You're playing some of the Beatles songs as the remasters are about to come out. Does that bring back memories?
I always do songs I want to play and also songs the audience wants to hear. So there's a positive spin on them, anyway. I think it's interesting, when you have some time to consider things. I was talking to people at dinner the other night and they'd heard about the show or seen it and [we started talking about] things like the significance of the Beatles politically. So many people, in America particularly, come up to me and say, 'You changed my life.' This whole idea of the significance of the Beatles is incredible. Someone mentioned the Russian thing - the bringing down of the iron curtain. That was the whole ethos behind rock music, we just happened to symbolize it because we were possibly the most visible. It's not often that that kind of a thing has such a global influence. We were lucky because we were at a time of global communications - TV and records and radio were stretching through borders. And the other day I was doing a bit of yoga and the yoga teacher said I have to thank you and the guys - I wouldn't be doing this if it weren't for the Beatles. I feel that more as time goes on.
EMI is putting out new versions of the Beatles albums on Sept. 9. Did you pay a lot of attention to the remastering process?
We do the approving and the other guys do the real hard work. We needed a very good team to help with the anthology and Cirque du Soleil and now for 'Rock Band.' So they do the work and then Ringo and I go in and listen to the demos and we usually go, 'Wow, this is amazing- that's what it sounded like in the room.' That's what's nice about it. It's not smarter or more sophisticated - it's just more real, it's more true to the noise we were actually making. I can listen to those records and see John right there.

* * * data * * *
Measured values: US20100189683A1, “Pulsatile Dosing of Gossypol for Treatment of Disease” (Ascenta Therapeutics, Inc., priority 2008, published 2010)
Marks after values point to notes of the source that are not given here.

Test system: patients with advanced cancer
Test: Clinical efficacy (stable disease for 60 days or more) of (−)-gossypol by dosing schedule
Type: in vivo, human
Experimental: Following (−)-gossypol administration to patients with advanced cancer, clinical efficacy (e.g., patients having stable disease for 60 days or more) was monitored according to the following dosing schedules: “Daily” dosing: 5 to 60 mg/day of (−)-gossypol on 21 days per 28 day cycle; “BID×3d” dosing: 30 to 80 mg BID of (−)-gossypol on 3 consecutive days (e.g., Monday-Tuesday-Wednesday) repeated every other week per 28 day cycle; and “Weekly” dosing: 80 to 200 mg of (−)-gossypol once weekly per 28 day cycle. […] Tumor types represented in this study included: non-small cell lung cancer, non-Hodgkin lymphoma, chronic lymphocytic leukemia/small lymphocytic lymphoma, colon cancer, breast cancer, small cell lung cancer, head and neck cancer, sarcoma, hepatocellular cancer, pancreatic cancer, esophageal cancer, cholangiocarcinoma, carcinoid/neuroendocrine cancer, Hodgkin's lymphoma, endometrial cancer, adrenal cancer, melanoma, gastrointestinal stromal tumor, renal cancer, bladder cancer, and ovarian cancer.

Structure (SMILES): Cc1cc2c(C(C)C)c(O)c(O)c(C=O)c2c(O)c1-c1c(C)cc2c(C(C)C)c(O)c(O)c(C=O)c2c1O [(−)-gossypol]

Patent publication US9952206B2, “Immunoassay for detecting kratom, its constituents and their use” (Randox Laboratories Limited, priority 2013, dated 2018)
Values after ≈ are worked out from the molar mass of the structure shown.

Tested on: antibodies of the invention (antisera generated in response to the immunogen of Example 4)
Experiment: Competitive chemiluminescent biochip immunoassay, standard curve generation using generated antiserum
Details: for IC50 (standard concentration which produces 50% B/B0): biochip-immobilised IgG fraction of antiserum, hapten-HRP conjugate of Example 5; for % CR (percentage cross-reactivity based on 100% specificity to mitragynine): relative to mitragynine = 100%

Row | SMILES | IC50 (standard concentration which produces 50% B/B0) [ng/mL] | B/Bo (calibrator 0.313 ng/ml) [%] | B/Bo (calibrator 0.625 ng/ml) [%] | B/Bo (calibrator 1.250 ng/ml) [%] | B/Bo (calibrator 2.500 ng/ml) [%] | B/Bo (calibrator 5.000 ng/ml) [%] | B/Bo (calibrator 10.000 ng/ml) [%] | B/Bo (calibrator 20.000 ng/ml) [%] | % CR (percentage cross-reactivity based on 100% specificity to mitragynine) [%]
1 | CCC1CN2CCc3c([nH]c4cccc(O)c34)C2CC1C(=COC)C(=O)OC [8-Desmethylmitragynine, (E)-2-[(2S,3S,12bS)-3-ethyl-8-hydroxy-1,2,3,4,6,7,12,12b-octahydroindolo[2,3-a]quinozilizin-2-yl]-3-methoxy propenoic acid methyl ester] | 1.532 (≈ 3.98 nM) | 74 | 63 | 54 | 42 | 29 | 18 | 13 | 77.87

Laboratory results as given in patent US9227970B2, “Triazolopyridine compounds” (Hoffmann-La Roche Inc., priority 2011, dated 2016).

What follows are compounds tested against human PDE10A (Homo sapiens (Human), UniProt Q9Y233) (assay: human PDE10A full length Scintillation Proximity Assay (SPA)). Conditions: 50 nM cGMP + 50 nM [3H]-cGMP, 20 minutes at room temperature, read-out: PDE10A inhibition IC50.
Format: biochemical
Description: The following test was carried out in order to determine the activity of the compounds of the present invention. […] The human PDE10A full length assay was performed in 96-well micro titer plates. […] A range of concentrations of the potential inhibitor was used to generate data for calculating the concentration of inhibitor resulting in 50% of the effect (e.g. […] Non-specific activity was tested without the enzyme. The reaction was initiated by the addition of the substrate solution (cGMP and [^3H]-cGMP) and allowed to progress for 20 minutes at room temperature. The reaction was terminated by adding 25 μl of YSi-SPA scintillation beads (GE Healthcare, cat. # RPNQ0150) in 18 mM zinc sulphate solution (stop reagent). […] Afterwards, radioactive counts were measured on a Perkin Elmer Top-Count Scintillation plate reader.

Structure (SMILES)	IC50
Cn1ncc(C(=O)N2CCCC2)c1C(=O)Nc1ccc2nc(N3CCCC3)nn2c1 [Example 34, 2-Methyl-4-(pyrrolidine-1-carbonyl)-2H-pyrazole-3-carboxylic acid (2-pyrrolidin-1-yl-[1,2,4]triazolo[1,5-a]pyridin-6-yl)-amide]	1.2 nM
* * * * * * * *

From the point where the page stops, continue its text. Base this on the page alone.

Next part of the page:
What about 'Rock Band?' Is it weird having your music out there for people to interact with?
I think it's great. It's just the modern world and you either embrace it or you don't. I'm happy to embrace good new ideas - it keeps things exciting. If kids - or anyone - want to play a video games and someone like ['Rock Band' publisher] Harmonix wants to put together a great Beatles project, then it makes sense to me.
This is the same kind of thing [as the "1" album]. I'm sure the kids don't care - and I don't care -how they hear the music. To hear it is the fun. It's very good quality - Giles Martin [son of famed Beatles producer George Martin] has been doing all the work, so I think it's going to be an interesting phenomenon that will make another Beatles thing happen.
One aspect of the modern world the Beatles haven't embraced is iTunes. Have you thought about it? Or do you think that not having your music available there has helped you?
That originally was mentioned a number of years ago and we all sort of said we'd look at it. But there was a logjam with the people who took over EMI - there were some aspects of the whole thing that they became nervous about. So the deal got stuck. So we're just waiting. Meantime, as you say, it's kind of interesting, because virtually the same kind of thing is going to happen with 'Rock Band' - you're going to be able to download albums from that. We bypassed the logjam - not really intentionally. But one day I think that it's natural that it will be on iTunes.
An expanded version of Billboard's conversation with Paul McCartney will appear in the September 12, 2009 issue of Billboard magazine. You can buy that edition by visiting OrderBillboard.com and selecting Issue 36.